Looking back at one year of Sensu assets & announcing a new Sensu plugins SDK

Assets were one of the biggest additions in Sensu Go. How have new and experienced Sensu users reacted to Sensu assets as a workflow? And what’s on the roadmap for Sensu contributors?

Happy New Year


One of the most important improvements that Sensu Go introduced to the Sensu platform are assets, a solution for real-time distribution of monitoring instrumentation across hybrid/multi-cloud infrastructure. Assets effectively eliminate the need for pre-installing monitoring scripts or plugins on host nodes, facilitating a unified monitoring workflow across bare metal servers, virtual machines, and containers (it’s monitoring automation without the heavy lift of traditional configuration management). Assets are also platform aware, so we can automatically handle distribution to hybrid Linux/Windows/Mac/BSD/Solaris/etc. environments. And the best part is – they’re built entirely on GNU tar, HTTP, and some intelligent management of the monitoring agent environment (i.e., dynamically setting $PATH, $LD_LIBRARY_PATH, and $CPATH), so it works with all of the languages and tools you’re already using. Assets can even be used to package and distribute third-party instrumentation such as Nagios plugins, Prometheus exporters, and that handful of shell scripts you still use to monitor certain systems.

To make assets even easier to use, we also launched a free companion service called Bonsai, which is equivalent to a Docker Hub for Sensu assets. In the same way that Docker Hub (and other container registries) make it possible to do things like docker run sensu/sensu:latest – prompting your container runtime to look up where the sensu/sensu:latest container image is hosted and automatically download the image – Bonsai lets you run sensuctl asset add sensu/monitoring-plugins and Sensu Go will look up, register the asset, and take care of distribution to Sensu agents.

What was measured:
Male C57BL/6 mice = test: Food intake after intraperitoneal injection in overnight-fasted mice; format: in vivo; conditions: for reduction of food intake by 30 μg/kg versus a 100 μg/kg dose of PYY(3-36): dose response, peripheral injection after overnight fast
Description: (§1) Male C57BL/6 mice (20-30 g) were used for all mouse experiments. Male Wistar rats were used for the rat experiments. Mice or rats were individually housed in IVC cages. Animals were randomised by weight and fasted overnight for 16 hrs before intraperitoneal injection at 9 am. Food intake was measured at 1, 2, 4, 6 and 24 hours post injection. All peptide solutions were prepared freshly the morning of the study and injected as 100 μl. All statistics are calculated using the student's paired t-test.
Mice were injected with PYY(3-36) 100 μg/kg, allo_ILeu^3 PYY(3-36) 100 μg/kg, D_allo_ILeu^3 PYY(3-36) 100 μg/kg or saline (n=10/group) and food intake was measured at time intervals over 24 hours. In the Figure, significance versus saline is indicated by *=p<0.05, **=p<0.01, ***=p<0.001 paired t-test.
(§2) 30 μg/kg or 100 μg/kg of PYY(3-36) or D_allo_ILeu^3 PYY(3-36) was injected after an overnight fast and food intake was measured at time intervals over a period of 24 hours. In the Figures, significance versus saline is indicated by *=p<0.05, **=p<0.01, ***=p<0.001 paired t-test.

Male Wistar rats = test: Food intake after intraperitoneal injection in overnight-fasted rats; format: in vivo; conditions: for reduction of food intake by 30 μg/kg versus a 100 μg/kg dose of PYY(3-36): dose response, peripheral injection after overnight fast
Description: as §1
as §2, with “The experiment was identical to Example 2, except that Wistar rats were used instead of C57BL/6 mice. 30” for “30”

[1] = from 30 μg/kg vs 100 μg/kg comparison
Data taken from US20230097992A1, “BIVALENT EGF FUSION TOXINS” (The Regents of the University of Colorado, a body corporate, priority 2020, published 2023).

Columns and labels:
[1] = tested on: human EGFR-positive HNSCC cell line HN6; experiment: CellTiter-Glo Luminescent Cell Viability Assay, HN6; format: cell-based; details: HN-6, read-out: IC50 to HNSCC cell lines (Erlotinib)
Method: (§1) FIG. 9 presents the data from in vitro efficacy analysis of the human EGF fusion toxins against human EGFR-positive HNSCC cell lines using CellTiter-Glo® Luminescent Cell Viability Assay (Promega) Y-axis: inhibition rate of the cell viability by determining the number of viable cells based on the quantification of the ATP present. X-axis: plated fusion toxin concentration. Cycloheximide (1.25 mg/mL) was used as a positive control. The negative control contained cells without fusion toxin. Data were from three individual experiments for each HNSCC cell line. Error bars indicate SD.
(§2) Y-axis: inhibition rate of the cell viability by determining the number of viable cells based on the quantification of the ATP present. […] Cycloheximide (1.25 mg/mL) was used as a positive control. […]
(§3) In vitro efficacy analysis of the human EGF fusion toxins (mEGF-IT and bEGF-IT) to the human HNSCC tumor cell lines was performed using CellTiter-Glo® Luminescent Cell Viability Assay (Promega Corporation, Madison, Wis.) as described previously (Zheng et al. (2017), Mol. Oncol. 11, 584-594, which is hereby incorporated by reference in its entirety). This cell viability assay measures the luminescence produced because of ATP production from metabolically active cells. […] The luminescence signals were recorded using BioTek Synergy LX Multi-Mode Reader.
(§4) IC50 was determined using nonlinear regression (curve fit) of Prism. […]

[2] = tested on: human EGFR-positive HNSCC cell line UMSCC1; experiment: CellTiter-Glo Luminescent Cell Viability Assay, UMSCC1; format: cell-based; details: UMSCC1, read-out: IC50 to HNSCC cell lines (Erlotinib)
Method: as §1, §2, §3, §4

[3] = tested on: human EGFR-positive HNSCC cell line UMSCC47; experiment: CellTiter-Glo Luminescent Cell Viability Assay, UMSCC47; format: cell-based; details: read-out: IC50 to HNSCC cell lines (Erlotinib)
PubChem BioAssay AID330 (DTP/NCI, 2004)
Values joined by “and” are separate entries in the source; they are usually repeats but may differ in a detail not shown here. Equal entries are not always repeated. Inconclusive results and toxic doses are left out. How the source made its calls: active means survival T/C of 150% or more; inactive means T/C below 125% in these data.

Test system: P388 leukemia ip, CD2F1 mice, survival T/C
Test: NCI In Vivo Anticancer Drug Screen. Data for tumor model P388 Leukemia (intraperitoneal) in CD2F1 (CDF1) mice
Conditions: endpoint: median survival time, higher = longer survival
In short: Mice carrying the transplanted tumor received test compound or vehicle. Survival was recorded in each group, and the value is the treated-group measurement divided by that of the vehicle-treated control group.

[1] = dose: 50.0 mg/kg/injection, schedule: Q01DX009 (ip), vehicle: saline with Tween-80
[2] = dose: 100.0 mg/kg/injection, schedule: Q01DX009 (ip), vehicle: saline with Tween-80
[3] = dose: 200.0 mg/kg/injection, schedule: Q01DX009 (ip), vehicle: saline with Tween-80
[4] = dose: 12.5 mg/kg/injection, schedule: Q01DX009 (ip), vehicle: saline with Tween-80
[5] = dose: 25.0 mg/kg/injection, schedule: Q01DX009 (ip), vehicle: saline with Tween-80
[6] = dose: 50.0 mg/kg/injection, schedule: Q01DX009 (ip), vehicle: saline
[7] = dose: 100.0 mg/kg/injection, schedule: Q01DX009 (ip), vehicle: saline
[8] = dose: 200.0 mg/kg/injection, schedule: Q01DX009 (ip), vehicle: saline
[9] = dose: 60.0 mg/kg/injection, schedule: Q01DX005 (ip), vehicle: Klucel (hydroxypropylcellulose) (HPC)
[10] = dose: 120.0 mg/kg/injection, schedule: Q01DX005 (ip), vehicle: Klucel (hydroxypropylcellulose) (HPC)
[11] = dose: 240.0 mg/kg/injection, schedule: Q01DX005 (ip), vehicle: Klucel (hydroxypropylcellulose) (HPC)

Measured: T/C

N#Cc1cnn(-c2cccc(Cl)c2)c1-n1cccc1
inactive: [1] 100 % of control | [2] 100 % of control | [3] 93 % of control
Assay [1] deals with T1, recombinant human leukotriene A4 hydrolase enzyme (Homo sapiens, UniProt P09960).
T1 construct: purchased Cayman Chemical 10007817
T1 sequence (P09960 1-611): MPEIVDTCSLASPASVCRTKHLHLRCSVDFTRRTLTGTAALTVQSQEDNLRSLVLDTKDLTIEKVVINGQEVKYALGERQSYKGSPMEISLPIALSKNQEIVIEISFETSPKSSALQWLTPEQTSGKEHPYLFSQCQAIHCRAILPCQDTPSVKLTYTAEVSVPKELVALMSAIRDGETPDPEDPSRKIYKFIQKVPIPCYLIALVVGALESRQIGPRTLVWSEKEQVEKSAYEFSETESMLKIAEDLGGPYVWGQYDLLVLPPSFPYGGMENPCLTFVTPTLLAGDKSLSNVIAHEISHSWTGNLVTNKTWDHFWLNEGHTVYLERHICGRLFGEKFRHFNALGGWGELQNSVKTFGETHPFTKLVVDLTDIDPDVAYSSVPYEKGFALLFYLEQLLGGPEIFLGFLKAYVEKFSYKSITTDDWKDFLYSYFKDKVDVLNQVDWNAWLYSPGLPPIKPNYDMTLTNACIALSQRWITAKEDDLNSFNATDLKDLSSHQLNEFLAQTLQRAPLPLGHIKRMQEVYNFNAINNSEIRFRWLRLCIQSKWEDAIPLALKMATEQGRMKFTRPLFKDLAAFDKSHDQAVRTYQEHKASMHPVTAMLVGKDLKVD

Bonsai makes it easy to share, discover, and distribute Sensu assets and has been a popular resource since we made it public nearly a year ago. In January 2020 alone, there have been over 5 million asset downloads from Bonsai, and over 1,500 individual asset binaries contributed into Bonsai. As community member Landon Dao puts it, “Instead of having to manage all these checks, you have assets that are more seamless.”


With Bonsai, using assets to extend you monitoring workflows becomes trivially simple:


Want to learn more about assets? You’re in luck – we have already published quite a bit of content on the subject, including:

This first year with assets has been a valuable learning experience for everyone. A big thank you to the Sensu Community members that have embraced the Sensu asset technology early on, and provided invaluable feedback on the asset tooling to help us make the technology better with each Sensu Go release. Our asset building resources are still a bit of a mishmash — what’s missing is official, opinionated tooling and best practices, which we’re working on now!

Announcing new contributor resources for the Sensu Community

Because assets are a significant change in how operators share Sensu solutions, we thought it best to spin up a new organized collection of tooling and resources where we can collaborate on the maturing asset workflows. Here’s what we’ve put together so far:

The current focus of the sensu-community resources is creating a great experience for first-time asset contributors. We are focusing on the Golang SDK, as statically compiled Golang binaries are a great fit for the asset workflow for both contributors and users. The template repositories give you all the necessary boilerplate programming to make a functional ‘hello world’ asset, so you can focus on writing the unique business logic for your specific monitoring needs. The sensu-plugin-tool puts this all together and helps you initialize your own project using the template repository and GitHub Actions CI pipeline.